Many people who experience chest pain but don’t have a heart attack breathe a big sigh of relief when a stress test comes back negative for blockages in their blood vessels. But a new study by cardiac researchers at the Intermountain Medical Center Heart Institute in Salt Lake City found they may not be off the hook after all. Read more.
Hadron therapy is an advanced cancer treatment that employs beams of protons or carbon ions to deliver dose with sub-millimetre accuracy. The extreme precision of this approach, however, means that treatment can be compromised if the range of the charged particles differs from the treatment plan. As such, range verification techniques are under investigation, with PET imaging of positron emitters generated by the treatment beam already in clinical use. Read more.
A study led by researchers at the Stanford University School of Medicine has for the first time demonstrated a way to visualize and monitor the behavior of immune cells used to treat cancer patients. The new technique allows researchers to see where immunotherapy cells go as they hunt down tumors in the human body. The imaging technique also reveals whether the immune cells, called T cells, have found a tumor; how many T cells have arrived at the tumor; and whether the T cells are alive. Read more.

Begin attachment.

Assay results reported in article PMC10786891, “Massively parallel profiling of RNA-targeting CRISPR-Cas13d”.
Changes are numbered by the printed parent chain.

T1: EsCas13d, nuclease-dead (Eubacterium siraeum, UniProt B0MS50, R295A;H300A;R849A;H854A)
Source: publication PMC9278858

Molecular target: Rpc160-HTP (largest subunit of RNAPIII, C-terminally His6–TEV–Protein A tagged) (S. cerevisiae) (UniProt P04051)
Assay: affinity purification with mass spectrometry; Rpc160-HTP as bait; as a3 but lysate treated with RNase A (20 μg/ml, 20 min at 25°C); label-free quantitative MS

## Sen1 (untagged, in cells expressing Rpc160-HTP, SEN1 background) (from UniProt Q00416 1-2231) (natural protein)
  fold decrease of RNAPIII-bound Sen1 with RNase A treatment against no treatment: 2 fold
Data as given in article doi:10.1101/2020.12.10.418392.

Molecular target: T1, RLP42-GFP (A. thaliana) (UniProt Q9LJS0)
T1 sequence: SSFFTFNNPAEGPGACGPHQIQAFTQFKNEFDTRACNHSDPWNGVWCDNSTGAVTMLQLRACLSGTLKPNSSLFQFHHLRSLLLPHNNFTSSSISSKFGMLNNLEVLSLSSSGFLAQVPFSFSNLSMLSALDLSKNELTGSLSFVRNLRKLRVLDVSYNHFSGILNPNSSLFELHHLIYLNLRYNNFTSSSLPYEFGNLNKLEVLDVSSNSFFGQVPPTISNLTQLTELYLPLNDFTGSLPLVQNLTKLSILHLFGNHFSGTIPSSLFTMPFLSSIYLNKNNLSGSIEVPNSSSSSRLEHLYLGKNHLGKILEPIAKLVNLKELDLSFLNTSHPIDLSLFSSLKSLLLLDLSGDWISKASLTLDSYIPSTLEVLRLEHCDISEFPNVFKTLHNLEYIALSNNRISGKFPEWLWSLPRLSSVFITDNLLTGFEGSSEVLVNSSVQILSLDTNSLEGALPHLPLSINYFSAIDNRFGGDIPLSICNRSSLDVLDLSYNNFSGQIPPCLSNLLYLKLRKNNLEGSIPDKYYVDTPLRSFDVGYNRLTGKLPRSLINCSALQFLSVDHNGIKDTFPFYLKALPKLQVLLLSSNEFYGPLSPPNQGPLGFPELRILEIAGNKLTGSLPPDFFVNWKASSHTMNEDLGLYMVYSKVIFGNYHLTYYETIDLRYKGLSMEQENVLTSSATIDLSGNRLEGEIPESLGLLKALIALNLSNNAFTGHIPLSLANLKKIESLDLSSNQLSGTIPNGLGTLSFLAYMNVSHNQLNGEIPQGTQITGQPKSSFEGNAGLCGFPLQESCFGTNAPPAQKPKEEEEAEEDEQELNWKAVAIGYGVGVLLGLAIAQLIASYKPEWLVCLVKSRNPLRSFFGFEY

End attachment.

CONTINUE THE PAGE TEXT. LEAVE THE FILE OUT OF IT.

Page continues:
There is new evidence that the rate at which mesothelioma tumors metabolize glucose could provide significant prognostic information for mesothelioma patients and their doctors.
Pleural mesothelioma is an especially fast-growing asbestos-linked malignancy. It typically carries a grim prognosis but several factors can impact mesothelioma survival, including tumor characteristics that can only be measured using advanced PET/CT imaging. Now, researchers in Japan say one of those characteristics, known as total lesion glycolysis (TLG), is especially valuable for determining mesothelioma prognosis. Read more.
In new research led by Massachusetts General Hospital and Mount Sinai, PET/CT imaging revealed that activity in a stress-sensitive structure within the brain is linked to risk of cardiovascular disease.
Although the connection between stress and heart disease has been known for some time because of animal studies, the mechanism behind it wasn’t clear. This is the first time the region of the brain that connects stress to the risk of heart attack and stroke has been identified in animal models and humans. Read more.